CBJ Top 25 Under 25: Get the inside scoop on Adam Boqvist from Second City Hockey
Chicago’s loss is our gain
Thanks to everyone who voted for this year’s Top 25 Under 25 ranking. We had 102 submissions from Columbus Blue Jackets fans. We have counted down the 25 highest voted players over last month and have now reached the Top 5. Up next: Adam Boqvist.
#5: Adam Boqvist
4th out of 38 eligible players
Writer Rank: 5
Reader Rank: 4
Highest placement: 2 (3 votes)
Most common placement: 3 (26 votes)
2019 Rank: N/A
Birthdate: August 15, 2000
Birthplace: Falun, Sweden
Weight: 179 lbs
Acquired: Acquired by the Columbus Blue Jackets on July 23 in a trade which sent Seth Jones to the Chicago Blackhawks
In his second NHL season, Boqvist played 35 games and collected 16 points (2 goals/14 assists). He averaged 16:59 a night and also quarterbacked Chicago’s first power play unit. He got to play a lot of minutes with Duncan Keith, who must be a great mentor for a young defenseman. Jones learned a lot from Shea Weber in Nashville, and hopefully Boqvist had a similar experience with Keith, a future hall of famer.
Expectations are high for Boqvist in Columbus after he was the centerpiece of the Seth Jones trade. He will get a chance to play a bigger 5v5 role, likely on one of the first two pairs. He will also get to play on one of the power play units, with the hope that he can help turn around what has long been a weak area for this team.
Q&A with Second City Hockey
A few weeks ago, I answered some questions about Seth Jones for our sister site, Second City Hockey. Site manager Dave Melton was kind enough to take time out of his holiday weekend to answer my questions about Boqvist:
What were your initial impressions of Adam Boqvist in his first two (partial) seasons in the NHL?
There’s a pretty good argument to be made that the Blackhawks rushed Boqvist to the NHL level, so don’t be alarmed when I say that he was a bit underwhelming. His first season had some especially rough moments and by the end of Chicago’s brief appearance in that postseason he was a healthy scratch. So much of that can be attributed to growing pains, though. Boqvist debuted at 19 and turned 21 last month — he still has a very high ceiling that can be reached which is why so many people in the Blackhawks fan base (the entire SCH staff included) were disappointed to see Chicago let him go in this trade. Early in Boqvist’s second season, he and roommate Alex DeBrincat missed some games while on the COVID list. When Boqvist returned, he looked like a much different player and started flashing some of the skills that made him a top 10 pick.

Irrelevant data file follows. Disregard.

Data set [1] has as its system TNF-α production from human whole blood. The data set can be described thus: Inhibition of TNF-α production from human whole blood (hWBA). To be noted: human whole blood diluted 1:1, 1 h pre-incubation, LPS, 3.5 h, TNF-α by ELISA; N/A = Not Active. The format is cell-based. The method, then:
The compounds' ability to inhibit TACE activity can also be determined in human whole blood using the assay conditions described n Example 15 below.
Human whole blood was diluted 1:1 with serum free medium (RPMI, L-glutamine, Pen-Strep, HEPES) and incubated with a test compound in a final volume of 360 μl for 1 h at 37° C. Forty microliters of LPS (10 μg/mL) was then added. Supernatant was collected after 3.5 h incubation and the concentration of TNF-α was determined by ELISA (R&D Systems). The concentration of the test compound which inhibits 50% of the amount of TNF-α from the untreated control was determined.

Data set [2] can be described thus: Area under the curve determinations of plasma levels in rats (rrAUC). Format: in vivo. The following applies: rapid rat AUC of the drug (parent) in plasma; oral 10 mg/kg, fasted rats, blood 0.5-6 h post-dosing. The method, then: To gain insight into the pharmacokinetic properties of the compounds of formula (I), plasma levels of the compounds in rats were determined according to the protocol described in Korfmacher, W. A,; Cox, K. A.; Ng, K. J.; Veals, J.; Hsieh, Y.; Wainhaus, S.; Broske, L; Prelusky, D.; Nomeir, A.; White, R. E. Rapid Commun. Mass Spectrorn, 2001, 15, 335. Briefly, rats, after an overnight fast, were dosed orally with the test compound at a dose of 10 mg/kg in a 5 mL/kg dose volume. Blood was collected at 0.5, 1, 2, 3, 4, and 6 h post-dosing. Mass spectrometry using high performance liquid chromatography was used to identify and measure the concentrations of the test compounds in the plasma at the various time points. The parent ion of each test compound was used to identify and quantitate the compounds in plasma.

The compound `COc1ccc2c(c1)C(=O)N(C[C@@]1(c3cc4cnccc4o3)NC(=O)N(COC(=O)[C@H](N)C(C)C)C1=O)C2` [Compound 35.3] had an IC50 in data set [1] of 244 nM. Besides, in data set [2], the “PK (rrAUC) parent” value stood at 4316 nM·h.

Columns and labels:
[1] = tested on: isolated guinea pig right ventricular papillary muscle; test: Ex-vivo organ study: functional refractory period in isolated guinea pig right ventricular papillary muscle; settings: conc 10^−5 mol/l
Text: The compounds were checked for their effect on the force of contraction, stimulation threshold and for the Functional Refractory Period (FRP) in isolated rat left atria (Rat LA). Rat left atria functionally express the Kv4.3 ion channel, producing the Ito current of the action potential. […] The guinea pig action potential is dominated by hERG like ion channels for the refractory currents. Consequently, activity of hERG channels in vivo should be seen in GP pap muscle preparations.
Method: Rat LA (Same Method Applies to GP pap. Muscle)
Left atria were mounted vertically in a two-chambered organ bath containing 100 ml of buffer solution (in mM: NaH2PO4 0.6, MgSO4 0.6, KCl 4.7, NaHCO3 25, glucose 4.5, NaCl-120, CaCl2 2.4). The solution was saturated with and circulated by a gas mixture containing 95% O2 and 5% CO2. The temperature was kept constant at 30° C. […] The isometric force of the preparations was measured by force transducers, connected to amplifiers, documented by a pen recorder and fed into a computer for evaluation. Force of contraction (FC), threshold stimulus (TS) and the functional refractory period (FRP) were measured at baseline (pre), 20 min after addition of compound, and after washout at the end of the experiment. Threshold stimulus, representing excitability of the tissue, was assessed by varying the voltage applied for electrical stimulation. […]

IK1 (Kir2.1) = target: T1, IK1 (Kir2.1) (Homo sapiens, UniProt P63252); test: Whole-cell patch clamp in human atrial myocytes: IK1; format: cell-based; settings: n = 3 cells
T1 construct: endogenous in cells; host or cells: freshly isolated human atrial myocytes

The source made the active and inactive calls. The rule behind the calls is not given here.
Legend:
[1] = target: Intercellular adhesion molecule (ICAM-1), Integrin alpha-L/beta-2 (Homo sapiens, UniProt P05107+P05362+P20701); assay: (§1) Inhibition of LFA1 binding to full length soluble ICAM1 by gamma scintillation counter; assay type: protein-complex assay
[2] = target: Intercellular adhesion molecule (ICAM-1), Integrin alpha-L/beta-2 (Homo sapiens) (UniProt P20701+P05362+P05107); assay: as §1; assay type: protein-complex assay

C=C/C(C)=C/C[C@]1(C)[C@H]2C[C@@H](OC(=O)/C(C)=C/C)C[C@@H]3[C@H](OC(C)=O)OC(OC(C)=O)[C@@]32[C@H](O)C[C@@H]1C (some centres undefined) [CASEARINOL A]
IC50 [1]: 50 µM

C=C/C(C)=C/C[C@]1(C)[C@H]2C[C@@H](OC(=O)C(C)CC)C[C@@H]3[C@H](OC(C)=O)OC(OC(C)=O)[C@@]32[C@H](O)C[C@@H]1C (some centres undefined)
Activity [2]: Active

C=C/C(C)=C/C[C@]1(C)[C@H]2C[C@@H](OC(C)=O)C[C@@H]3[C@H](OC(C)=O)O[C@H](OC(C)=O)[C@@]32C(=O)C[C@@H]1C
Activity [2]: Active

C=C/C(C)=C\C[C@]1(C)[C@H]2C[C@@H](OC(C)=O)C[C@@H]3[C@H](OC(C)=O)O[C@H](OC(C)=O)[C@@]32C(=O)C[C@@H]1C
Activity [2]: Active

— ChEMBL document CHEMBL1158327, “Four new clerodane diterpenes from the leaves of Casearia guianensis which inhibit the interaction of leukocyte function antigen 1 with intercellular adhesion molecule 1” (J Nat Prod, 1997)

How was Boqvist deployed? More on offense or defense? Who were his most common partners? Did he get much special teams play?
Certainly more offensively oriented overall: Natural Stat Trick has his offensive zone start percentage at 65.05. Duncan Keith was his primary partner with 220:46 of ice time together and Calvin de Haan in second at 152:36. No one on the Blackhawks had positive possession numbers last season but Boqvist’s D pairings were consistently above the team rate, which suggests he was one of the better drivers of play all season (of course the cushier zone starts helped). Another thing to point out regarding Boqvist is that, whenever the Hawks were protecting a late lead in the third period, coach Jeremy Colliton would staple any D-men under the age of 25 to the bench and rely on his veterans (Keith, de Haan, Connor Murphy, Nikita Zadorov) to ride out the clock. It was an ... interesting strategy, considering the team had a stated goal of developing its younger players last season but Colliton refused to let young guys like Boqvist handle those bigger moments. So Boqvist will certainly could use more exposure to those high-leverage minutes, late in the third period of a one-goal game.